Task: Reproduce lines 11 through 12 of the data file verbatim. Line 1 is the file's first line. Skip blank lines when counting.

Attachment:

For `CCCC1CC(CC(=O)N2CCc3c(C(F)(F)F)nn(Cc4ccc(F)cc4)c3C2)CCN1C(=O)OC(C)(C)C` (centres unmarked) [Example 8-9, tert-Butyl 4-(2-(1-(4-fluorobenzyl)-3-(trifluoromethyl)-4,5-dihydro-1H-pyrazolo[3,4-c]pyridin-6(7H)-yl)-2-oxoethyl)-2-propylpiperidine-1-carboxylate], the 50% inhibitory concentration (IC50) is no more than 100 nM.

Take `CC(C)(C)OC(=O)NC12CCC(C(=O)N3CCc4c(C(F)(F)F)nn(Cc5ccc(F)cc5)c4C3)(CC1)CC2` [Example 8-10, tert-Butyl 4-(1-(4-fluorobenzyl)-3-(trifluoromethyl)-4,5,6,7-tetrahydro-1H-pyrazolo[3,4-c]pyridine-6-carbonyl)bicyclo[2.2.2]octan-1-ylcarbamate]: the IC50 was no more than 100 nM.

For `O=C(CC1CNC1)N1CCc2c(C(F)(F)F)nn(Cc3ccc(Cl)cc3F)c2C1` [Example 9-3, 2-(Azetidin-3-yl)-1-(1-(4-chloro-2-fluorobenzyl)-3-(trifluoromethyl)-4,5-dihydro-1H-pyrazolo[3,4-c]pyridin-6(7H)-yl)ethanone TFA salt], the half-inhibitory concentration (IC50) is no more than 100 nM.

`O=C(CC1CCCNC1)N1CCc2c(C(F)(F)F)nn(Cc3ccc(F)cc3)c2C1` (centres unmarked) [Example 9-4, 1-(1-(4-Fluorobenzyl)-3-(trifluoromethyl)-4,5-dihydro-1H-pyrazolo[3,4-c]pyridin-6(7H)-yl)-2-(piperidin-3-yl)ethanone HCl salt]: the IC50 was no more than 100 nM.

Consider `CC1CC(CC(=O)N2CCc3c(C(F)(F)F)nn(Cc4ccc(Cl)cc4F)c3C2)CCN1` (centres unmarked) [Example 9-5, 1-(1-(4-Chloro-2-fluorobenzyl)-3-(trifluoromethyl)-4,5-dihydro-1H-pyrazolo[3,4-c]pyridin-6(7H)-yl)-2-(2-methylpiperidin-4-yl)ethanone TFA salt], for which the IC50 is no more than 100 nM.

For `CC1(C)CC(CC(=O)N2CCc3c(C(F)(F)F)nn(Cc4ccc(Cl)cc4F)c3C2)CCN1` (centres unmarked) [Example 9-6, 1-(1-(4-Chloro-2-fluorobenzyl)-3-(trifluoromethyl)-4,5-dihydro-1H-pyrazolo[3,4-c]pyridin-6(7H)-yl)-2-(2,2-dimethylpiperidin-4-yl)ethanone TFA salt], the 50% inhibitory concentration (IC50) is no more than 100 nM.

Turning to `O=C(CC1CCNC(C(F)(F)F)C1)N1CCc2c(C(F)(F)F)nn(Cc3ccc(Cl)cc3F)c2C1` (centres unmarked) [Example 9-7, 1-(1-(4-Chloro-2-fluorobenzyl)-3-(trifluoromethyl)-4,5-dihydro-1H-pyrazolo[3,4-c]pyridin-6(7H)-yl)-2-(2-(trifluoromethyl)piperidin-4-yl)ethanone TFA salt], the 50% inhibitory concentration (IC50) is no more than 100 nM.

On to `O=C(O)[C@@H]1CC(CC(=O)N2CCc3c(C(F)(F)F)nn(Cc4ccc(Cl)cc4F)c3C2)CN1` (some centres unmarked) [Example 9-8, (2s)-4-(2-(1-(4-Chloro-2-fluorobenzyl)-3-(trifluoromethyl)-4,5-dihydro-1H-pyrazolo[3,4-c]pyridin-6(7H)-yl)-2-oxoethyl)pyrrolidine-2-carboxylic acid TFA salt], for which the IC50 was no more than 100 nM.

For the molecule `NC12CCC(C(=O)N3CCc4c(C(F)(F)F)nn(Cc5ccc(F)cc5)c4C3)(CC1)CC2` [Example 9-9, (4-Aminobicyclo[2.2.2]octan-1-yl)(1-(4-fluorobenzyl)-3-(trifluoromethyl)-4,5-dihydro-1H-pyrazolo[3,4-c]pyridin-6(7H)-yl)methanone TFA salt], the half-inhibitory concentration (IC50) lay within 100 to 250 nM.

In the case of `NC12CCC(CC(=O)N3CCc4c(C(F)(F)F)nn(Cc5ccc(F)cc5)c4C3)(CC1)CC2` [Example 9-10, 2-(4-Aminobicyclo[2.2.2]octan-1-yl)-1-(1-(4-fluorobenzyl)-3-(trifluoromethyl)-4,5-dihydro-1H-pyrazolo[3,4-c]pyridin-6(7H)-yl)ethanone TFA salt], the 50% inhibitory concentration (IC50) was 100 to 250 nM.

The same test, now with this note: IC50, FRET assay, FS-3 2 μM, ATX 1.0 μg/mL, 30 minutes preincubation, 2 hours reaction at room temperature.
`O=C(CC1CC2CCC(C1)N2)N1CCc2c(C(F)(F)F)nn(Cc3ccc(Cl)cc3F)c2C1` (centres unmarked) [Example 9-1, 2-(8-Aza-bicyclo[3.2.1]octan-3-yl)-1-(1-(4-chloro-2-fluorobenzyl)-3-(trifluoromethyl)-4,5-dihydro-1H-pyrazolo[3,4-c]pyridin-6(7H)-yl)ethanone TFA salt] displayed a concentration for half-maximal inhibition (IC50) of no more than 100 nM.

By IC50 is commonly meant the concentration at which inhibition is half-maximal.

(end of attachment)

The same test, now with this note: IC50, FRET assay, FS-3 2 μM, ATX 1.0 μg/mL, 30 minutes preincubation, 2 hours reaction at room temperature.
`O=C(CC1CC2CCC(C1)N2)N1CCc2c(C(F)(F)F)nn(Cc3ccc(Cl)cc3F)c2C1` (centres unmarked) [Example 9-1, 2-(8-Aza-bicyclo[3.2.1]octan-3-yl)-1-(1-(4-chloro-2-fluorobenzyl)-3-(trifluoromethyl)-4,5-dihydro-1H-pyrazolo[3,4-c]pyridin-6(7H)-yl)ethanone TFA salt] displayed a concentration for half-maximal inhibition (IC50) of no more than 100 nM.